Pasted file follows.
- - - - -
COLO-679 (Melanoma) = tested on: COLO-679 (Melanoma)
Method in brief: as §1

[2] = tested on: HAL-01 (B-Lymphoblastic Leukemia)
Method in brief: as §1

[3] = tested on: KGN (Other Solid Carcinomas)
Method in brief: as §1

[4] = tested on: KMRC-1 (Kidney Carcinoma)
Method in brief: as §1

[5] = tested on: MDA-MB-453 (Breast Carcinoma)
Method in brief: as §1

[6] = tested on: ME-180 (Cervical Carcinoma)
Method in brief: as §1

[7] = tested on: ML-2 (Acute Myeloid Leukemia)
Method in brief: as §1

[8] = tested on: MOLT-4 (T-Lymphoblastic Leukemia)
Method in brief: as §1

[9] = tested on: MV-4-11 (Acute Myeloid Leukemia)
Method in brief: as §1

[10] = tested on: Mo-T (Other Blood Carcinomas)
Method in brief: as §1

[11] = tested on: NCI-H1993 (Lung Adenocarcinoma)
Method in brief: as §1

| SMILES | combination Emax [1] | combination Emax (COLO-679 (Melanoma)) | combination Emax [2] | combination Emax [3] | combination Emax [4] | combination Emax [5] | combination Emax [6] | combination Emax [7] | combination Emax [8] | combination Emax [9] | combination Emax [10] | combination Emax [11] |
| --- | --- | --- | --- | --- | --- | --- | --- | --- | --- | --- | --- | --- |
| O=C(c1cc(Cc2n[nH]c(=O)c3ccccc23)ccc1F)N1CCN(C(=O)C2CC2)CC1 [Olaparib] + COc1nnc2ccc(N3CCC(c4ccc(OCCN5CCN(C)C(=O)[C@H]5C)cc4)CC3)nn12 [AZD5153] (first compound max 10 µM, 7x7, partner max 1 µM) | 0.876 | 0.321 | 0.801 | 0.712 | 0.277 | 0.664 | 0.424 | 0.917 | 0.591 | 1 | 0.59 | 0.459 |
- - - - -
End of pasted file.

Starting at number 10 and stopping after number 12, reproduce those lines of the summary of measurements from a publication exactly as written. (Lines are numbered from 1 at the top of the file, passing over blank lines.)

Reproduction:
Method in brief: as §1

[6] = tested on: ME-180 (Cervical Carcinoma)
Method in brief: as §1